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MathGroup Archive 2005

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Mathematica Performance

  • To: mathgroup at smc.vnet.net
  • Subject: [mg62413] Mathematica Performance
  • From: Bill Rowe <readnewsciv at earthlink.net>
  • Date: Wed, 23 Nov 2005 01:13:11 -0500 (EST)
  • Sender: owner-wri-mathgroup at wolfram.com

On 11/22/05 at 4:42 AM, hattons at globalsymmetry.com (Steven T.
Hatton) wrote:

>For purposes of number crunching Mathematica is quite often the
>wrong tool for the job.  If you are doing things which involve very
>intensive mumeric calculation which are likely to be repeated in
>form, you are probably much better off translating your work to
>something like C++, or FORTRAN. 

It is certainly true a well written C++ or FORTRAN code compiled correctly will result in a program that executes much faster than the corresponding Mathematica code for a non-trivial algorithm. But I disagree this implies a user is better off translating his work to C++ or FORTRAN than using Mathematica.

Program execution speed determines only a portion of the time the user needs to wait until he gets his answer. For most problems, it is likely the time needed to determine what algorithm is appropriate, write the code and debug it is far greater than the time needed for the resulting program to run.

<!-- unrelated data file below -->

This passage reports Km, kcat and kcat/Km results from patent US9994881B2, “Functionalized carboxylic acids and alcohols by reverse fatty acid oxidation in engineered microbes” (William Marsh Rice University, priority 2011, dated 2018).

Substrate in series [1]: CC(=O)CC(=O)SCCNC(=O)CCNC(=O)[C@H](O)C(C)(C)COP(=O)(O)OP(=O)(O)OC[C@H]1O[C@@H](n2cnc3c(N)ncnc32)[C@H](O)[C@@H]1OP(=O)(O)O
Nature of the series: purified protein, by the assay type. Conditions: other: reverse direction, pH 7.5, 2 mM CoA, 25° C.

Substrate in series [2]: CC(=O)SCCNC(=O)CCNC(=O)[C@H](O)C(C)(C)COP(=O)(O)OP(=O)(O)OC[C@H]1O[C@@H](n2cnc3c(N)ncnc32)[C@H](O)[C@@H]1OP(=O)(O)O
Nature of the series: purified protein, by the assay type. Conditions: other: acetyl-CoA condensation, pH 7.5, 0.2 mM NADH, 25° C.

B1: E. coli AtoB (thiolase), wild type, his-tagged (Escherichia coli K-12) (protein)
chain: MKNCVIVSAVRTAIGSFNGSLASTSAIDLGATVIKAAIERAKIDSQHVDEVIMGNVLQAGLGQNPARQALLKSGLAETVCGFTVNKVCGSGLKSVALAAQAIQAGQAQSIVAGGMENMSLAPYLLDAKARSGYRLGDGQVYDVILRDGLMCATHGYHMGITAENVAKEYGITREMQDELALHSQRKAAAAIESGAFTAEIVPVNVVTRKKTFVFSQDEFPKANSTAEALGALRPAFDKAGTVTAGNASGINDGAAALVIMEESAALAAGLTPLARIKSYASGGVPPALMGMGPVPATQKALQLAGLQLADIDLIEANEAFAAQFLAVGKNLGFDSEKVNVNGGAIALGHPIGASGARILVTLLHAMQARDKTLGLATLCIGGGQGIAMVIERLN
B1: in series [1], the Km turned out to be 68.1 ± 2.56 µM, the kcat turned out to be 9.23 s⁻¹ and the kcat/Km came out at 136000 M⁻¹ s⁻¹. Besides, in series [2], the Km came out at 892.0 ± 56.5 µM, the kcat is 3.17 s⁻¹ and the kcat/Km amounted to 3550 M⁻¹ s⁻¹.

And the effort involved in translating well written, efficient Mathematica code to C++ or FORTRAM will be far from trivial. There is no equivalent in either C++ or FORTRAN to Mathematicas Apply, Map functions, replacement rules etc. Translating these functions to C++ or FORTRAN not only takes significant time but also greatly increases the likelihood of bugs. This is particularly true since someone skilled at creating Mathematica code is unlikely to be equally skilled at writing C++ or FORTRAN code.

Skill in a particular language comes about from using that language extensively. That skill tends to atrophy when the language is not used. And clearly, someone spending most of his time working with Mathematica is likely far more skilled with Mathematica than either C++ or FORTRAN.
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